All agree that covid vaccines are urgently needed to stop the pandemic, but simply waiving patents fails to provide technological know-how and address supply chain challenges.
It’s 100 days into Joe Biden’s presidency and a surprisingly large number of health policies have been announced. But health is notably absent from the administration’s $1.8 trillion spending plan for American families, making it unclear how much more will get done this year. Meanwhile, the Centers for Disease Control and Prevention loosens its mask-wearing recommendations for those who have been vaccinated, but the new rules are confusing. Joanne Kenen of Politico, Mary Ellen McIntire of CQ Roll Call and Sarah Karlin-Smith of the Pink Sheet join KHN’s Julie Rovner to discuss these issues and more. Plus, Rovner interviews KHN’s Julie Appleby, who reported the latest KHN-NPR “Bill of the Month” episode.
A KHN examination of state vaccine statistics shows that more women than men have gotten covid vaccines. Experts cite demographic realities of those who were part of the initial rollout but also women’s greater likelihood to seek preventive health care.
Universities need full dorms and dining halls to make back some of the estimated $183 billion in losses they’ve suffered over a year of remote education. The hope is widespread vaccination will keep covid chaos to a minimum.
Peace Arch Park on the U.S.-Canadian border has become a rare place where families and friends on either side of the border can see one another in person. But it raises questions on covid safety as the two countries handle the pandemic differently.
After 9/11, as our defenses against international and bioterrorism hardened, our defenses against infectious diseases shrank. By the time a deadly virus arrived on our shores last year, nearly two-thirds of Americans were living in counties that spend more than twice as much on policing as they spend on public health.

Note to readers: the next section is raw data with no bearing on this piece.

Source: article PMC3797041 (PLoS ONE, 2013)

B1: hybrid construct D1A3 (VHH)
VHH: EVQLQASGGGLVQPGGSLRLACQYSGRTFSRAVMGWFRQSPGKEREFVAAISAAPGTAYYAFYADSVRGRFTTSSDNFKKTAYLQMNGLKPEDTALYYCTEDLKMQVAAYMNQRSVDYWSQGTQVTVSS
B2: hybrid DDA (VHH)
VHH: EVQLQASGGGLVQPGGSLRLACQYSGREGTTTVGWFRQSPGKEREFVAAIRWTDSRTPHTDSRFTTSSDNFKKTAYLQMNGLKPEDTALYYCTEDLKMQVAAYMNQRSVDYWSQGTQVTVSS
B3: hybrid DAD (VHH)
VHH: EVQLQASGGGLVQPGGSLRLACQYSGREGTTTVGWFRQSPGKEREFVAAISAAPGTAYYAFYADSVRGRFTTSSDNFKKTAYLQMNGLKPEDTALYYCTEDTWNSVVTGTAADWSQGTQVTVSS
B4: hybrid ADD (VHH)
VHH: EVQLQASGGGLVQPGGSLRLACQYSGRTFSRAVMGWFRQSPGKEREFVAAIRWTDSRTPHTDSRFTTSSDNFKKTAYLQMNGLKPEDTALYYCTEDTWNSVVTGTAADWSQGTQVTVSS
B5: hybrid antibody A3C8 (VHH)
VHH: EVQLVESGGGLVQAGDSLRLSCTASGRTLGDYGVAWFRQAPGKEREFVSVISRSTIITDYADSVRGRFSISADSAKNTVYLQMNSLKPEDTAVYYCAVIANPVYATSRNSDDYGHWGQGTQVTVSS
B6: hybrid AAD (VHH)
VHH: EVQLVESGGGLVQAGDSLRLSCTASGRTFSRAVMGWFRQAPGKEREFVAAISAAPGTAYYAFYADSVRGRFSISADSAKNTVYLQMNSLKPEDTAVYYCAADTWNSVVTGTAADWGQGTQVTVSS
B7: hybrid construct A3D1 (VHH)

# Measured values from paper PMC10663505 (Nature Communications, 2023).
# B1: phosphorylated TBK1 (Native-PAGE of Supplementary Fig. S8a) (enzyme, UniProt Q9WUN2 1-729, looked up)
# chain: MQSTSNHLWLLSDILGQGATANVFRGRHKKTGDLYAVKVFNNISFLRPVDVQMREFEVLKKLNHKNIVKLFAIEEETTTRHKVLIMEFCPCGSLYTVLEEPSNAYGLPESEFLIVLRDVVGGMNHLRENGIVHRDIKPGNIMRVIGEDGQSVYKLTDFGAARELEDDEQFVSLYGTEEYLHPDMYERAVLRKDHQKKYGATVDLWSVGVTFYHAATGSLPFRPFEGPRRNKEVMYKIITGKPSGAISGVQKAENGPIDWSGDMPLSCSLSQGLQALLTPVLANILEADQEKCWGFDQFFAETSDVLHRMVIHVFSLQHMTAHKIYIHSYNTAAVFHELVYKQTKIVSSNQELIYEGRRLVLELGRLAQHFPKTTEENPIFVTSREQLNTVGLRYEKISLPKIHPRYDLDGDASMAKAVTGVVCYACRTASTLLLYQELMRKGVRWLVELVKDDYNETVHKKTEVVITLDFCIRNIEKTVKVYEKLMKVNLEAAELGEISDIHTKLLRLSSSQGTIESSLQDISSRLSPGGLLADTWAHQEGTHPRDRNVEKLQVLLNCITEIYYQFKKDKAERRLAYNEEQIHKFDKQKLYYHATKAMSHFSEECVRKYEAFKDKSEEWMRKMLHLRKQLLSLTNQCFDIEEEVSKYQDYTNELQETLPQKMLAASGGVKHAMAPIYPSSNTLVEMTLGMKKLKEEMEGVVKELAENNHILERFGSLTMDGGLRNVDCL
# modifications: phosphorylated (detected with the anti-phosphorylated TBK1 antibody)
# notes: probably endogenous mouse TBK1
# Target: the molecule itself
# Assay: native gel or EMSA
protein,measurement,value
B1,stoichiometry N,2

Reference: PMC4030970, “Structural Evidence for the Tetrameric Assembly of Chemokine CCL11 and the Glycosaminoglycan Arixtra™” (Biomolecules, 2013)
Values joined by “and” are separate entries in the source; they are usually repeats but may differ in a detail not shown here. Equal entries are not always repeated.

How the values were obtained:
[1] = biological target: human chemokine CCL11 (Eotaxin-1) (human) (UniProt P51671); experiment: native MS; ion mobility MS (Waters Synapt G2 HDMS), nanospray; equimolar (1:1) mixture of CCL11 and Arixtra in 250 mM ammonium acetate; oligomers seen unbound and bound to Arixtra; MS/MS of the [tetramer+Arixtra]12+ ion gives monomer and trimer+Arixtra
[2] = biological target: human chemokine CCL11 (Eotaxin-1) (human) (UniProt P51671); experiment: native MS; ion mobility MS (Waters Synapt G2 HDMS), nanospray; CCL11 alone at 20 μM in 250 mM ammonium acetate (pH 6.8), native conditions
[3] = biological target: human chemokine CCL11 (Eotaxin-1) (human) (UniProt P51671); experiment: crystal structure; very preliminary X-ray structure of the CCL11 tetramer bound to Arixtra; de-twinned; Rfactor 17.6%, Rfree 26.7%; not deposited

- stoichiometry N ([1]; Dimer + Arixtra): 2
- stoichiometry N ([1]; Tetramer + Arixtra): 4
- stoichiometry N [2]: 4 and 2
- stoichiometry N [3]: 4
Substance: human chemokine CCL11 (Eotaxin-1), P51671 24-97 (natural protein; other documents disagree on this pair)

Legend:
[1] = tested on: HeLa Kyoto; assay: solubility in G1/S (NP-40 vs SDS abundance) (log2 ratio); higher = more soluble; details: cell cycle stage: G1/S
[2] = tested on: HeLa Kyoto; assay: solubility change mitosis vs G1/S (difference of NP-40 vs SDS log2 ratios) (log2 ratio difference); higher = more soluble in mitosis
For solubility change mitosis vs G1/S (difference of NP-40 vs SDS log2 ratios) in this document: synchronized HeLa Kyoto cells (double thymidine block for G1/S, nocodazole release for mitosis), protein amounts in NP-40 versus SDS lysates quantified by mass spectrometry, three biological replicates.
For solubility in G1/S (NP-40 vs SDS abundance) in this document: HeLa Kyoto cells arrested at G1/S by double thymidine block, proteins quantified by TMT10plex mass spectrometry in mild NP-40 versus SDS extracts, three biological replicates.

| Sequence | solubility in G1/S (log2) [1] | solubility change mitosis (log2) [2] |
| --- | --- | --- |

In Virginia, if you called 1-877-VAX-IN-VA to register for a vaccine and wanted help in a language other than English or Spanish, the system might hang up on you.
The once-promising therapy that infuses blood plasma from recovered covid-19 patients into newly infected people, theoretically to boost immunity, has suffered setbacks. But some proponents say it’s too early to abandon the treatment.
For now, there’s not enough vaccine for the U.S., but that could change within a few months. Vaccinating other nations will be key to stopping the pandemic – and keeping it away from our shores.
The law provides money to enhance coronavirus testing and contact tracing, support federal efforts on vaccine distribution and hire more public health workers. But advocates worry support will wane when the pandemic is over.